Zephaniah 1:1 – “The word of the LORD which came unto Zephaniah the son of Cushi, the son of Gedaliah, the son of Amariah, the son of Hizkiah, in the days of Josiah the son of Amon, king of Judah.”

Zephaniah was a contemporary of the prophet Jeremiah and served as prophet to Judah during the reign of Josiah (1:1b).  Some suggest the “Hizkiah” mentioned in Zephaniah 1:1 is King Hezekiah; if so, Zephaniah was born of royal lineage.  King Josiah, like his grandfather Hezekiah, sought to lead Judah back to the LORD and perhaps it was the influence of Zephaniah that was the impetus for the king’s longing for revival.

The prophecies of Zephaniah not only warn Judah of God’s approaching judgment (1:2-2:15), but prophetically warn the day is coming when God will judge all nations.  Zephaniah declared the severity of God’s wrath in terms that left no doubt the time of judgment was imminent.  Quoting the LORD, Zephaniah prophesied:

Zephaniah 1:2-3 – “I will utterly consume all things…man and beast…fowls of the heaven, the fishes of the sea…I will cut off man from off the land, saith the LORD.”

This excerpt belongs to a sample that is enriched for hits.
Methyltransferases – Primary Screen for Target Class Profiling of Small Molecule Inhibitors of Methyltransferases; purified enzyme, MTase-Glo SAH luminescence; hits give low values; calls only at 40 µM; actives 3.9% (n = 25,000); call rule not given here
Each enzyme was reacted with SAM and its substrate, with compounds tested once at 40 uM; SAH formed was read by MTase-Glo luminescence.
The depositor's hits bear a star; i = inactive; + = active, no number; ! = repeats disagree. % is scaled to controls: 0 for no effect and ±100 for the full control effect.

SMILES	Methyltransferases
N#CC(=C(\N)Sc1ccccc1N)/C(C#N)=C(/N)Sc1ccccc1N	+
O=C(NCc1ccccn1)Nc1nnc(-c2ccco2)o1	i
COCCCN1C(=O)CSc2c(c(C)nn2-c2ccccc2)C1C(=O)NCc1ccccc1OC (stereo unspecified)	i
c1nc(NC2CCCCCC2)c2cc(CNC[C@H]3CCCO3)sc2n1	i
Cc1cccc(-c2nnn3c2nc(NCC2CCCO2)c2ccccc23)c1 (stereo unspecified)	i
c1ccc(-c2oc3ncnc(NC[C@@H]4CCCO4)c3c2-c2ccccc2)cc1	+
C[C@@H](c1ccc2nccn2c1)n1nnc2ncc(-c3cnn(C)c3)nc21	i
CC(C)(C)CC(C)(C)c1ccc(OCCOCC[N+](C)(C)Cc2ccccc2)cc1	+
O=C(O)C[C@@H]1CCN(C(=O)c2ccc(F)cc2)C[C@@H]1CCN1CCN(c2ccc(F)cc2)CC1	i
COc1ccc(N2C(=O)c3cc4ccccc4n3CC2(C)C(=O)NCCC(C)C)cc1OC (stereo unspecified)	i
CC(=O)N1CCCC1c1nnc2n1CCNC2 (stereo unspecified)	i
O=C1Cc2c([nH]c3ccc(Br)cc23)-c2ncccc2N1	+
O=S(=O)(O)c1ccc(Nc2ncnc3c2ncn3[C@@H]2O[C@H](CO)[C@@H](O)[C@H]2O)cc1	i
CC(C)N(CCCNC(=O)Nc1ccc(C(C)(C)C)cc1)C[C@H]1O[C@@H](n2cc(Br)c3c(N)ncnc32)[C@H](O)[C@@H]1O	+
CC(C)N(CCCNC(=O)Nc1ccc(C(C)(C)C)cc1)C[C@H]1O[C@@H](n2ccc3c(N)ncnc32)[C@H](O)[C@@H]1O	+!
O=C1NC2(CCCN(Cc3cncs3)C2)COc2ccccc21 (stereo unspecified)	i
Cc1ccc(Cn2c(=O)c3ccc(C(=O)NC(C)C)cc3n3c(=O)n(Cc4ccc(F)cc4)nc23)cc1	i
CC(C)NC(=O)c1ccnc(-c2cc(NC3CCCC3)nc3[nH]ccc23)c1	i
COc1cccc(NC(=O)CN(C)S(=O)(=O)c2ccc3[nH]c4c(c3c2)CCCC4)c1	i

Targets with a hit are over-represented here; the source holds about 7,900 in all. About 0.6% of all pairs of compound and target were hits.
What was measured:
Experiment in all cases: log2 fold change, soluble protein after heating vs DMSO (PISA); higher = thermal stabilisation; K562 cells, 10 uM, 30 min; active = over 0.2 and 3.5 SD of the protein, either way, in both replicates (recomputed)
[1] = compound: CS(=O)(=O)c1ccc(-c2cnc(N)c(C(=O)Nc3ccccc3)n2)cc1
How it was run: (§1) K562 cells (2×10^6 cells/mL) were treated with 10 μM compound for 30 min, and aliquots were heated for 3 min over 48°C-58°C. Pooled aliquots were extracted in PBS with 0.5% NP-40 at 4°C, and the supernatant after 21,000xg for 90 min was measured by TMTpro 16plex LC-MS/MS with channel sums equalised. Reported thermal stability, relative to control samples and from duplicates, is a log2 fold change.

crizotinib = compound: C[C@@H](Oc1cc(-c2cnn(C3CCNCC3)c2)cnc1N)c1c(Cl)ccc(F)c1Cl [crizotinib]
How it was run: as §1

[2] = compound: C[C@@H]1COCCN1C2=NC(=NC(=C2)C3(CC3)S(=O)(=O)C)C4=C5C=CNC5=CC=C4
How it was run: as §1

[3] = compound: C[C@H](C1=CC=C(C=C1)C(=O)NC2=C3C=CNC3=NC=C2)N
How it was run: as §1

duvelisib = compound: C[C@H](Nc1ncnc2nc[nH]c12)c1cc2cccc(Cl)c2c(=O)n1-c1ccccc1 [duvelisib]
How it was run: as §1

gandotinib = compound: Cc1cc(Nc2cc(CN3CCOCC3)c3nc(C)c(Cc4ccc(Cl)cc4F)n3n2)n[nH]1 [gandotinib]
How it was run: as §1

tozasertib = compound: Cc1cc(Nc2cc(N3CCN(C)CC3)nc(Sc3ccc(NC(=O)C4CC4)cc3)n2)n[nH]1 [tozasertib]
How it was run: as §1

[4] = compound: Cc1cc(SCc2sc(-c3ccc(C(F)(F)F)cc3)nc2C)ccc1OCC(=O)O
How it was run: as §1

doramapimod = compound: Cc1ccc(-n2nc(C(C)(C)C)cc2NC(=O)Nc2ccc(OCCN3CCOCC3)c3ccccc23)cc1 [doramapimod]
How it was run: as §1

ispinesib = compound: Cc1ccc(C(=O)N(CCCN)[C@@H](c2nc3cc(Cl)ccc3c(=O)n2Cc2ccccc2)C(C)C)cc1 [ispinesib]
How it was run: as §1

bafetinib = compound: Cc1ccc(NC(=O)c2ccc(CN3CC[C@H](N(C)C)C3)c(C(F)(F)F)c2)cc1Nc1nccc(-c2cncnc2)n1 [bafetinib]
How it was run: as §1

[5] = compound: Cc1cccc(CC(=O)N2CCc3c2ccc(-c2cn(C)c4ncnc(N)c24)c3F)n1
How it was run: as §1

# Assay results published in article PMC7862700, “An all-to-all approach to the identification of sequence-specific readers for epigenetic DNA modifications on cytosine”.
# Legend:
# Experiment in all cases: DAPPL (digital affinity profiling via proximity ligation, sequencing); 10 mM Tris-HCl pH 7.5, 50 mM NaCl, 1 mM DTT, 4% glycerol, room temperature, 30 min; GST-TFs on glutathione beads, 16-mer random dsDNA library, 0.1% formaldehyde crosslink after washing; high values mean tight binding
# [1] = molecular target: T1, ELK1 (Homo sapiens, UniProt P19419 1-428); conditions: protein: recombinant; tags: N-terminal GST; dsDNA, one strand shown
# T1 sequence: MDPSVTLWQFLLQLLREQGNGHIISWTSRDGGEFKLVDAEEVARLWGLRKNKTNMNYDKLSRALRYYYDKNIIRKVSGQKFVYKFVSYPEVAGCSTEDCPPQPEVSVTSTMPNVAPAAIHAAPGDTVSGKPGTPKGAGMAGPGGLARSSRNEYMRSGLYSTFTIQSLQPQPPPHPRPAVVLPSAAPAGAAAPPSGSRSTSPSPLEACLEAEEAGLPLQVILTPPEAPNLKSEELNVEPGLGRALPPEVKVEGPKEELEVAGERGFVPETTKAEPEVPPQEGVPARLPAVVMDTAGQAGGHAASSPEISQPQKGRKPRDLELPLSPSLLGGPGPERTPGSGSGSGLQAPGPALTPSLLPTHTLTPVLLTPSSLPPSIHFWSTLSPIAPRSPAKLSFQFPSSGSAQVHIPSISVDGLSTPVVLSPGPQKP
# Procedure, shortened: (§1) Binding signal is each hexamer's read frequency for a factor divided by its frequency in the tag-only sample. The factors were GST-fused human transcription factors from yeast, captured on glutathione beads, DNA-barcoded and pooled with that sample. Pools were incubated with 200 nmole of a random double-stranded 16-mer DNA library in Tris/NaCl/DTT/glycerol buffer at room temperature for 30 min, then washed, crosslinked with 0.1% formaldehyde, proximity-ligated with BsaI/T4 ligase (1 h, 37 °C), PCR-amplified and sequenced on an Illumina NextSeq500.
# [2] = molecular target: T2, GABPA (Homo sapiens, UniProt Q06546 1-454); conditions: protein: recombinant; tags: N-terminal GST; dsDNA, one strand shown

In spite of the prophet’s warnings and King Josiah’s effort to call the nation to repent, the revival was short-lived.   Following Josiah’s death, the people returned to idolatry and soon after the armies of Babylon plundered the land, destroying the Temple and Jerusalem, and leading the people into captivity.

The prophecies of Zephaniah, though imminent for Judah, foretold God’s judgment not only against Judah, but all nations of the world.  Having herald God’s warning of judgment against Judah, Zephaniah turned his message toward other nations, prophesying God’s judgments against the Philistines (2:4-8), Moab and Ammon (2:8-11), and Ethiopia and Assyria (2:12-15).

Judah, specifically the capital city of Jerusalem, becomes the prophet’s focus in Zephaniah 3.  The inhabitants of Jerusalem were privilege to have the Temple in their midst and priests and prophets ministering among them.  In spite of God’s grace and mercies, the citizens of Jerusalem worshipped idols and took pleasure in wickedness.

Zephaniah describes Jerusalem as “filthy and polluted” (3:1), disobedient, incorrigible [“she received not correction”] and faithless (3:2).  Her rulers like “roaring lions” (3:3), her judges like “evening wolves”, her spiritual leaders “light [reckless] and treacherous [deceivers]” (3:4) and her priests “polluted [defiled; desecrated] the sanctuary…have done violence [violated; wrong] to the law” (3:4).

Lest some say the LORD is unjust, Zephaniah testifies, “The just LORD is in the midst…every morning doth He bring His judgment to light” (3:5).